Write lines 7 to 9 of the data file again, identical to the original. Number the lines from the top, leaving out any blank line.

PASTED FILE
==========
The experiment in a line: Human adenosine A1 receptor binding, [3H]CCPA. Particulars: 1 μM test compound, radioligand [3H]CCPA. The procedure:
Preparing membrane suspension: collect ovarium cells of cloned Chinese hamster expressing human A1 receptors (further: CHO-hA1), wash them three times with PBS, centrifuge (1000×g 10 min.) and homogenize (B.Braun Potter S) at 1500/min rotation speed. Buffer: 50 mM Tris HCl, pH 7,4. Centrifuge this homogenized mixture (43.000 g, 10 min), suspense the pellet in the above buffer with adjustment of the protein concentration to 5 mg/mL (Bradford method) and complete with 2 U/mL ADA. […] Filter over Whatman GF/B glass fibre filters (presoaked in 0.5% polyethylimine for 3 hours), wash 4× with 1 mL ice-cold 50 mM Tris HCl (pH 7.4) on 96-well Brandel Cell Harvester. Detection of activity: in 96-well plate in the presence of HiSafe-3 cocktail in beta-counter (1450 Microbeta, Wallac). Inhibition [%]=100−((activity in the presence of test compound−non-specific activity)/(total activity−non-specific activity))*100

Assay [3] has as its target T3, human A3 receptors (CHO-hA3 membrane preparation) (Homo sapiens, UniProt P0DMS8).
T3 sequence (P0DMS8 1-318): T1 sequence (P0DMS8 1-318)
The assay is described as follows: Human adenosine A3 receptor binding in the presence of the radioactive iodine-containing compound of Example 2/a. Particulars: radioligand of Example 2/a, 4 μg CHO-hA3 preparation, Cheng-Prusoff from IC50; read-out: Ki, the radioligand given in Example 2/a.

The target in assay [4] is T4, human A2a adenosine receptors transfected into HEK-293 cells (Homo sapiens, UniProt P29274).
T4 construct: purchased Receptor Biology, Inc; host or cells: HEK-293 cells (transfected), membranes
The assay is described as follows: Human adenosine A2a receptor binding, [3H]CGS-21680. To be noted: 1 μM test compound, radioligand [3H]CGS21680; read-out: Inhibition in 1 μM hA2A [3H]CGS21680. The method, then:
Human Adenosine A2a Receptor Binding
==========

T4 construct: purchased Receptor Biology, Inc; host or cells: HEK-293 cells (transfected), membranes
The assay is described as follows: Human adenosine A2a receptor binding, [3H]CGS-21680. To be noted: 1 μM test compound, radioligand [3H]CGS21680; read-out: Inhibition in 1 μM hA2A [3H]CGS21680. The method, then:
Human Adenosine A2a Receptor Binding